THE mystery surrounding the "thousands" of small fish that beached themselves at Buddina remains just that.
They were gone in less than 24 hours.
The Environment and Heritage Department, the Queensland Museum and an astronomer who knows about tides were all unable to explain it.
Buddina resident Susan Sheard took the photo of the washed up fish when taking a walk along the beach on Wednesday afternoon.
Ms Sheard, who has lived on the Coast for 10 years, had never seen so many fish washed up at the same time.
EARLIER: Thousands of fish beached at Buddina
"It was a super low tide and there were thousands of them," she said.
"Some of them were still alive, flipping around and I threw a few back in the water. But there were too many."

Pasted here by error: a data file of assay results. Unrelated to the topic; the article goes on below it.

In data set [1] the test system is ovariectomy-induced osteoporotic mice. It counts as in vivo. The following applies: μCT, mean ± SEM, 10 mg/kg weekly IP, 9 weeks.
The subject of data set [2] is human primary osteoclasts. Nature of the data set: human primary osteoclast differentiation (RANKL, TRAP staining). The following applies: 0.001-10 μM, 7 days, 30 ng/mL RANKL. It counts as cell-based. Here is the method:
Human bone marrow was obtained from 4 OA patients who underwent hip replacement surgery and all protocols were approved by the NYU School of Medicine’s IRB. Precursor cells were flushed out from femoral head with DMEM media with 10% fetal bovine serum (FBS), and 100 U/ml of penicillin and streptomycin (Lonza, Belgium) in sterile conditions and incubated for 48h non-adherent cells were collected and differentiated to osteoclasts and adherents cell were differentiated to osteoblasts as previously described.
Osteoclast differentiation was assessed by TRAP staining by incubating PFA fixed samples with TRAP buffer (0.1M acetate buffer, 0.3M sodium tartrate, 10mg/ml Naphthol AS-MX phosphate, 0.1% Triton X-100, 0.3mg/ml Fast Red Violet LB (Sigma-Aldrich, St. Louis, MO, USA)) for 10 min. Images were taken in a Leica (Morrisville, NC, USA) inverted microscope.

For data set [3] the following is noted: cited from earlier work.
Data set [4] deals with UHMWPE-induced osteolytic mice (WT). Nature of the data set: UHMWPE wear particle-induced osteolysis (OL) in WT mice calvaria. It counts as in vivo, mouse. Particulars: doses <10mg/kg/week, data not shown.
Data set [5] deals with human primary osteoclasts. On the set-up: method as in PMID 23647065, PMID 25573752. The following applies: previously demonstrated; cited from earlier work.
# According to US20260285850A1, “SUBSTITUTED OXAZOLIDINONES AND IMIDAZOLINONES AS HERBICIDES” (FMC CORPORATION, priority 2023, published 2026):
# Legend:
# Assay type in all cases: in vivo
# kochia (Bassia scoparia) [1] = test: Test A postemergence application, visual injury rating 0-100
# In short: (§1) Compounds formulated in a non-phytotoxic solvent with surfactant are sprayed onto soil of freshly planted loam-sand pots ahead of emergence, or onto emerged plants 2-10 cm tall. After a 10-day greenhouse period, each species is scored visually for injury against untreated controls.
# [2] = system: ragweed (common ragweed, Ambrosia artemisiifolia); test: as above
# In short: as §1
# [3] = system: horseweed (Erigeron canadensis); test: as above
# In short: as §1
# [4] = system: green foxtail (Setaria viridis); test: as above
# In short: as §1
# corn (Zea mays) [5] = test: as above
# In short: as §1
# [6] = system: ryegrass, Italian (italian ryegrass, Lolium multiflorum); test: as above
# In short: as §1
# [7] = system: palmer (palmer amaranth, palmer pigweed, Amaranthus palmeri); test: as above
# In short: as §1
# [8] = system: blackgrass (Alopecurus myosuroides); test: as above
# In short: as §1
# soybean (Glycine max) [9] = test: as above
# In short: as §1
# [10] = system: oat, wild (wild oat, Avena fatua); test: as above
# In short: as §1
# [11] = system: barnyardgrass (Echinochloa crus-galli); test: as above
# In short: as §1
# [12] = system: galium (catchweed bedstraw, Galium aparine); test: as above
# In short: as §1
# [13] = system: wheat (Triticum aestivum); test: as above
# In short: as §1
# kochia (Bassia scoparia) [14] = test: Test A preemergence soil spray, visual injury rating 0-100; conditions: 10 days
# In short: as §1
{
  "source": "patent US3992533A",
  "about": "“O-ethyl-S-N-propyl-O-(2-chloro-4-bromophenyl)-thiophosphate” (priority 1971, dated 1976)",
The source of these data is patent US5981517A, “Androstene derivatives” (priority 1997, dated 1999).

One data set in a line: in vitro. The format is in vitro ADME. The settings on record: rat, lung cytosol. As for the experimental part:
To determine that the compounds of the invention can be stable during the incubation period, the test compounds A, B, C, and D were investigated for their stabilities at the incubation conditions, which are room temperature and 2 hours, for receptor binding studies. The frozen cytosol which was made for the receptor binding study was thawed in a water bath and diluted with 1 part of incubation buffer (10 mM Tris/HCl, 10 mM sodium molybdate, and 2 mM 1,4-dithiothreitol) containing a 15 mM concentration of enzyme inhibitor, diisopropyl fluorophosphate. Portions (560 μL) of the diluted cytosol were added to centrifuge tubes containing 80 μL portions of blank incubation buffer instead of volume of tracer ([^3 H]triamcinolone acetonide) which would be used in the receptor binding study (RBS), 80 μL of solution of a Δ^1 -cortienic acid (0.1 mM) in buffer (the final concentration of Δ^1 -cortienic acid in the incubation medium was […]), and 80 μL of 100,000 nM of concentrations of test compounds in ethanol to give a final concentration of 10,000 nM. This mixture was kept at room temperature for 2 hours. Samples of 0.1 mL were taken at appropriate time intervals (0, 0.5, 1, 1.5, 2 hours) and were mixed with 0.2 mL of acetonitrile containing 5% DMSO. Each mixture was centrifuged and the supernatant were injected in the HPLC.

A Environment and Heritage Department representative said officers had inspected the beach between Kawana and north to the headland and found no dead fish.
"It is possible the incoming tide and strong north-westerly winds may have washed the dead fish away."
Queensland Museum's ichthyologist Jeff Johnson examined the photo sent from Ms Sheard and said it was "highly unusual".
"Deaths of this many of this type of fish are highly unusual for an open, ocean beach," he said.
He thought they were sardines, but couldn't be certain from the image sent to him by the Daily.
"Sardines are not usually part of trawler bycatch, so I could confidently rule that out," he said.
"However it is very difficult to speculate on what may have been the cause, especially without a site inspection."
Owen Benedick from the Wappa Falls Observatory ruled out tides causing the problem.
"King tides and really low tides are associated with a full or new moon, but it is not either of these at the moment.
"Whales and dolphins can get lost with solar events, but not fish. It has to be an environmental issue."
The Environment Department encouraged people to report suspected pollution incidents, including fish deaths, to the pollution hotline on 1300 130 372.
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